Feb 27, 2023
Frequently asked questions about probate in Ontario; answered.
Get the answers you need about probate in Ontario. Our comprehensive FAQ guide has everything you need to know.
Download our free probate checklist. Download now
Mobile homes can either be used as a secondary or primary home, and are often valued by owners for the flexibility and affordability they represent. But what happens when someone who owns a mobile home passes away? Is the mobile home treated as real estate, or as simply another asset in someone’s estate?
We regularly share relevant information about wills and estates.
Unless the owner of the mobile home also owns the parcel of land on which the home stands on, and has tied the home to the land as a sort of “package deal,” then a mobile home is simply considered personal property, just like a car, a computer, or a boat.
This means that a mobile home will be assessed in the same way any other personal property is assessed during the probate process. This means that an estate executor will have to assess the value of the mobile home, and factor in any costs the home is accruing. However, it’s worth pointing out that although mobile homes aren’t considered real estate, they still have a title that needs to be transferred when the property is sold or passed on to a beneficiary.
As such, it’s important to factor a mobile home into any estate planning procedures, and a will should state who the beneficiary of the mobile home should be. If a direct beneficiary is named, then the title can be transferred easily and the asset can even skip probate, thereby saving an executor a nice chunk of time (and helping the estate save on fees).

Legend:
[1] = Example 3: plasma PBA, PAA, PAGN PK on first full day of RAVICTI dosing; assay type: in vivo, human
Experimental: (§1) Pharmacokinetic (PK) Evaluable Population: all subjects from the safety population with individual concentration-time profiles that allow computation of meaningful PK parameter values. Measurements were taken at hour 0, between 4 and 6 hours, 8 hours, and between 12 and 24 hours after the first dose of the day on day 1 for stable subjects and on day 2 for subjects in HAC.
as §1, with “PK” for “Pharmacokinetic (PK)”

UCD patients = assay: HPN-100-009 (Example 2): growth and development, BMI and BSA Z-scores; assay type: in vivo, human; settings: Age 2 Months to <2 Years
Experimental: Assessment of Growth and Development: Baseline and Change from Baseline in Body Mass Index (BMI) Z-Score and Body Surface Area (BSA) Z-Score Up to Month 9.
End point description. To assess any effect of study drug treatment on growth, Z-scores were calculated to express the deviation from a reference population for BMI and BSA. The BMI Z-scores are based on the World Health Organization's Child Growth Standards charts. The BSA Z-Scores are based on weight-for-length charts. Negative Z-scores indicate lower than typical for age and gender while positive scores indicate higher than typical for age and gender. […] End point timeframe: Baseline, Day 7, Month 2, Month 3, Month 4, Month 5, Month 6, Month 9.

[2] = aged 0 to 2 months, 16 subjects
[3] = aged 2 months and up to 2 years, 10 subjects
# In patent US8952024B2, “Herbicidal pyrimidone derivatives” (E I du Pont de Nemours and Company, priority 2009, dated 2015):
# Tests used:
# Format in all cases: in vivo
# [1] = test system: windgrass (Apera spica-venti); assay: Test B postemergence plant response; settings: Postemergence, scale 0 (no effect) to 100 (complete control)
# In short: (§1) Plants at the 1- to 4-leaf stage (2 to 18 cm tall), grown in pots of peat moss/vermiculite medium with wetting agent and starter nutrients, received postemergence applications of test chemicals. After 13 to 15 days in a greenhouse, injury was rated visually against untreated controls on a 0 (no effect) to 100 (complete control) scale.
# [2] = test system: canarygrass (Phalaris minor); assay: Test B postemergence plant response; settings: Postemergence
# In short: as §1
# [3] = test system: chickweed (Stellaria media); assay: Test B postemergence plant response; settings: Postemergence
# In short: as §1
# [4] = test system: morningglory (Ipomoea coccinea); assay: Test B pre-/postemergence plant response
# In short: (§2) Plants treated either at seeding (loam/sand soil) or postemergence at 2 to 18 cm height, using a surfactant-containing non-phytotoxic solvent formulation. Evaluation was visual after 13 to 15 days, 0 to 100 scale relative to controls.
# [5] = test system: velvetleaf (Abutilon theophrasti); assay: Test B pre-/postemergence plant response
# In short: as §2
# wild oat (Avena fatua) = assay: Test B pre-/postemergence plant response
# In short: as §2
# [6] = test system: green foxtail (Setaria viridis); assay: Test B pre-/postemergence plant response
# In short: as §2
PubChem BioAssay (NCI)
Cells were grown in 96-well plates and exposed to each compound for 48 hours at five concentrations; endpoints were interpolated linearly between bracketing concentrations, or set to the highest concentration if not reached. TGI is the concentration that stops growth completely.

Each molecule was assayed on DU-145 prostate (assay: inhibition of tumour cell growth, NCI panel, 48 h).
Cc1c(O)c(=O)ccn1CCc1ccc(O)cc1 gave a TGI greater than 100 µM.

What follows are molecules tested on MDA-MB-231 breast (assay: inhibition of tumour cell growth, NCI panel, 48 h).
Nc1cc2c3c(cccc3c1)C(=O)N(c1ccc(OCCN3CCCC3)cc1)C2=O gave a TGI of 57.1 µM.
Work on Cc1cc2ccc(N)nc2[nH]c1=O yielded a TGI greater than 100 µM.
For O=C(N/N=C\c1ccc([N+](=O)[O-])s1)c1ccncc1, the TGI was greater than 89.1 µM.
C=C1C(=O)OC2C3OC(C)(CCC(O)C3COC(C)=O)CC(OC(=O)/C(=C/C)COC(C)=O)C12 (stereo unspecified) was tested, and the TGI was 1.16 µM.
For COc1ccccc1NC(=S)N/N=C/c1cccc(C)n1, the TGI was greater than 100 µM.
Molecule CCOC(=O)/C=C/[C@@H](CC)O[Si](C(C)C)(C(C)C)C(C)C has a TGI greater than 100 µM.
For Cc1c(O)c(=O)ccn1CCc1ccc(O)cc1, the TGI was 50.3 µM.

If no beneficiary is named, then the estate executor can decide to sell the mobile home in order to cover debts and estate expenses. Plus, mobile homes can continue to incur costs during the probate process: If the home sits on rented land, then rent for the parcel will continue to accumulate during probate, thereby increasing expenses. As such, many estate executors may choose to deal with a mobile home as quickly as possible, either by selling it or transferring the title.
It’s also worth pointing out that unlike real estate, mobile homes tend to depreciate in value as time goes on. As such, they’re not a lucrative investment and are most likely not a valuable asset for beneficiaries, unless a beneficiary wishes to keep the house for personal reasons.
Any questions? We’re happy to chat about the ins and outs of the estate settlement process! Get in touch for a free consultation today.
Use our 12-step blueprint to probate, avoid settlement delays, and settle estates sooner.Download yours for free!